The Flyboy's Flyback: Zenith Pilot Cronometro Tipo CP-2 Flyback
1 March, 2021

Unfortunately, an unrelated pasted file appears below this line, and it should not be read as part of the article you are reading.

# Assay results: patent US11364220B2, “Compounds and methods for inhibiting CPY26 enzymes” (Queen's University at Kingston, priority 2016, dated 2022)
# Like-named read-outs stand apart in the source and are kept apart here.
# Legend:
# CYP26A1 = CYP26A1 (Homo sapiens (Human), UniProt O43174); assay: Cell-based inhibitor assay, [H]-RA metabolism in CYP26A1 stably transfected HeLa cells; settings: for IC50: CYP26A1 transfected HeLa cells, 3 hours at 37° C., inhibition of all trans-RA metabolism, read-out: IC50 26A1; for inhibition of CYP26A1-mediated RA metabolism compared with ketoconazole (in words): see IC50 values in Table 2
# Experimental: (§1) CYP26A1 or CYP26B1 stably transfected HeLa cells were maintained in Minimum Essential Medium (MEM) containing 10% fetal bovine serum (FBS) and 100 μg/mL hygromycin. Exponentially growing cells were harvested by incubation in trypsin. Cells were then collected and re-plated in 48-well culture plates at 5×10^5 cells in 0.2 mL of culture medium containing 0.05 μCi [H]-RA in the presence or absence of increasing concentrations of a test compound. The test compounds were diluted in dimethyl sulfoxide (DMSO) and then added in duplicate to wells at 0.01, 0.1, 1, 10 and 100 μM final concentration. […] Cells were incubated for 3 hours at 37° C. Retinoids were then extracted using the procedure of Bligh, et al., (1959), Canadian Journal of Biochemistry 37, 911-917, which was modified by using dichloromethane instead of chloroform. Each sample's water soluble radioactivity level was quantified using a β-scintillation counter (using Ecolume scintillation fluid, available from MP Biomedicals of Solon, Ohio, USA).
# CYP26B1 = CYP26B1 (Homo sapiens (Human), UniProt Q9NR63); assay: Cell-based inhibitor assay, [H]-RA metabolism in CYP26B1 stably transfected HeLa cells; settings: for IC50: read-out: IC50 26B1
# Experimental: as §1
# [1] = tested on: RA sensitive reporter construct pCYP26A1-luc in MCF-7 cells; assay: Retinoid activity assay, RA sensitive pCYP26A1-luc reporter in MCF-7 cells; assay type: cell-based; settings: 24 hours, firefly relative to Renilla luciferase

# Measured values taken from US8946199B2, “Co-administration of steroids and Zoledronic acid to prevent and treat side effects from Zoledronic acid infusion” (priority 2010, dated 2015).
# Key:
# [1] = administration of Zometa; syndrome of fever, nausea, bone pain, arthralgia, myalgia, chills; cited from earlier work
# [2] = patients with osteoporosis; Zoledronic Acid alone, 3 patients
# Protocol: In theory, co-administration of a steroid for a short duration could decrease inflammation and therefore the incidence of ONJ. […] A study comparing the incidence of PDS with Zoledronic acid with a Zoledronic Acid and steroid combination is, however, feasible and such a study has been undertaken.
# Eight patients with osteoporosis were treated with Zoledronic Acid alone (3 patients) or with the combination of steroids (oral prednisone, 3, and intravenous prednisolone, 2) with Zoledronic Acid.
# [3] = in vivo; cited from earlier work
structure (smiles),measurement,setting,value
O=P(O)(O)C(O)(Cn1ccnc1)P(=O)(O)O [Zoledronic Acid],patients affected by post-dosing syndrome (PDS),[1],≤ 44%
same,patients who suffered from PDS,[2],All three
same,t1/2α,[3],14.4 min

Zenith's historically inspired Cronometro Tipo CP-2 Flyback, which houses a flyback-equipped El Primero chronograph movement in a vintage-look "aged steel" case, is a watch made for the cockpit but also perfect for the cocktail lounge. There's rarely a consensus on anything in the increasingly tribal world of watch connoisseur – ship – bracelet vs. strap, date vs. no-date, and manual-wind vs. automatic being just a few of the eternal debates among opinionated aficionados. But one of the few things that at least most of us can agree upon is that Zenith – aside from its historical importance in the development of self-winding, ultra-precise chronograph movements – has also in recent years excelled at producing crowd-pleasing vintage-style pilots' watches. Exhibit A is the watch I recently reviewed: the Zenith Pilot Cronometro Tipo CP-2 Flyback in the new-but-looks-old "aged stainless steel" case. First, a bit of history on how this watch came to be. In the 1960s, Zenith produced 2,500 pieces of a chronograph watch called the Tipo CP-2 for the Italian Air Force, equipped with one of Zenith's most reliable and popular chronograph movements of the time, Caliber 146 DP. As these rare and collectible pilots' watches started fetching large sums on the increasingly heated vintage-watch market, Zenith launched a contemporary version, faithful to the look and spirit of the original and equipped with the 146 DP's modern successor, the El Primero chronograph movement. The original Zenith Heritage Cronometro Tipo CP-2, launched in 2016, was a limited edition of 1,000 pieces that took its major design cues specifically from the watches delivered to Italian Navy and Air Force pilots by Roman distributor A. Cairelli throughout the 1960s and '70s. The model, referred to by collectors as the "Cairelli", was also renowned in military aviation circles as the standard-issue wristwear of American Lockheed F104 Starfighter pilots. In 2018, on the heels of the limited edition's success, Zenith launched a second version, not limited, with new case materials and a flyback function added to the chronograph: one came housed in an increasingly trendy bronze case; the other, my review watch, in so-called "aged steel", which Zenith had used previously on watches in its Pilot Type 20 collection. Zenith's aged steel receives its faux patina from a DLC treatment, and the result is perfectly suited to this retro-look aviator's watch. Not polished or brush-finished in the traditional sense, the case offers an appealing gunmetal-gray gloss that harmonizes very well with the pebbled, slate-gray dial, whose colors radiate subtly to a darker tone at the edges. The bezel, made of the same material as the case, rotates with a series of little clicks in both directions, a navigation-friendly feature for pilots, and features the inverted triangle at 12 o'clock (technically, at the 60-minute mark, since it's movable) that is also a hallmark of historical pilots' watches. The case measures 43 mm in diameter – not small by any means but substantially downsized from the 48-mm girth of Zenith's mainline Pilot Type 20 watches. I have always thought that this more-accessible size, coupled with the unmistakably vintage-inspired details, was a major factor in the original model's almost-instant popularity. The crown, which does not screw down but simply pulls out to its single, hand-setting position, is grooved for easy gripping (though I suspect one of those historical pilots might have had trouble winding it with gloves on, due to its relatively small size) and adorned with Zenith's "star" symbol in raised relief. The pushers are very easy to use, snapping stoutly at the press of a fingertip to start, stop and reset the chronograph and to use its flyback function, which for the uninitiated means that the wearer can instantly return the running chronograph hand back to zero to immediately begin timing a new interval. The user-friendliness should come as no surprise, since both the bezel and chronograph pushers on this model's historical predecessors were engineered for easy handling and to meet a strict set of technical specifications imposed by Zenith's military customers. The grained texture on the dial gives it a very attractive yet suitably rugged look, while the Arabic hour numerals (sans a 3 or a 9, whose positions are overlapped by the subdials) are easily legible against the dark background. The bi-compax dial arrangement is appealing in its symmetry: Zenith logo directly under a centered Zenith star at 12 o'clock, 30-minute chronograph subdial at 3 o'clock, small-seconds subdial at 9 o'clock, the printed word "FLYBACK" centered at the bottom of the two subdials, directly above 6 o'clock. The use of the sam rough grained texture in the recessed subdials-rather than a contrasting one, as many other watches of this style opt for – adds to the harmonious, monochromatic look. The pentagon-shaped hour and minutes hands are coated with Super-LumiNova, so the legibility for night piloting, or any other nocturnal missions for which one might choose to assign this watch, is also superb. The curved arrow at the tip of the central chronograph seconds hand, also dabbed with the luminous substance in its center, reminds one of the shape of an airplane, which one would guess is not purely coincidental. Unlike many of the previously mentioned Zenith Type 20 Pilot watches, which are distinguished by solid casebacks with vintage-aviation-inspired engraved motifs, the Tipo CP-2 has a decidedly non-historically accurate, albeit crowd-pleasing, element: a sapphire window in its screwed caseback, allowing a view of the movement, an El Primero chronograph caliber – with one of the base movement's complications, the date display, stripped out and another element, the stopwatch's flyback functionality, added – which Zenith has dubbed the El Primero Caliber 405 B. The El Primero's micro-mechanical landscape is a feast for the eyes, and of course its column-wheel controlled, ultra-high-frequency chronograph function is beyond reproach. Thanks to the openworked winding rotor, decorated with cotes de Geneve and balanced in its center by the Zenith star, one can peer almost unhindered into the movement's vista of gears, bridges, levers, springs and wheels. The 50-hour power reserve is also a big plus, especially in the unlikely event that its owner chooses to leave this watch on a dresser all weekend without wearing it. The watch's retro-military look is completed by the dark gray, somewhat green-tinted, calf leather strap, suitably rough and gritty on its outer side (reflecting the pebbled texture of the dial) and soft on its black underside, making for an instantly comfortable wrist feel. It closes with a simple pronged buckle with a relief Zenith star. Though the watch is definitely more casual sport than button-down luxury, its metallic color scheme matches up nicely with a variety of wardrobe choices, looking especially sharp with a gray suit and light blue dress shirt. In the world of luxury watches, it seems everything old (or “aged”) is indeed new again, and this timepiece's vintage style will almost certainly make a positive contemporary impression, even if you're more likely to wear it in a cocktail lounge than a cockpit. Best of all, the Zenith Cronometro Tipo CP-2 Flyback, in both the aged steel iteration reviewed here and the very handsome bronze-cased, chocolate-brown-dialed alternative, are both offered at roughly the same price ($7,600) as the original, steel-cased, non-flyback-equipped limited edition from 2016. So what you're losing in exclusivity you're gaining back in chronograph complexity and exotic case material.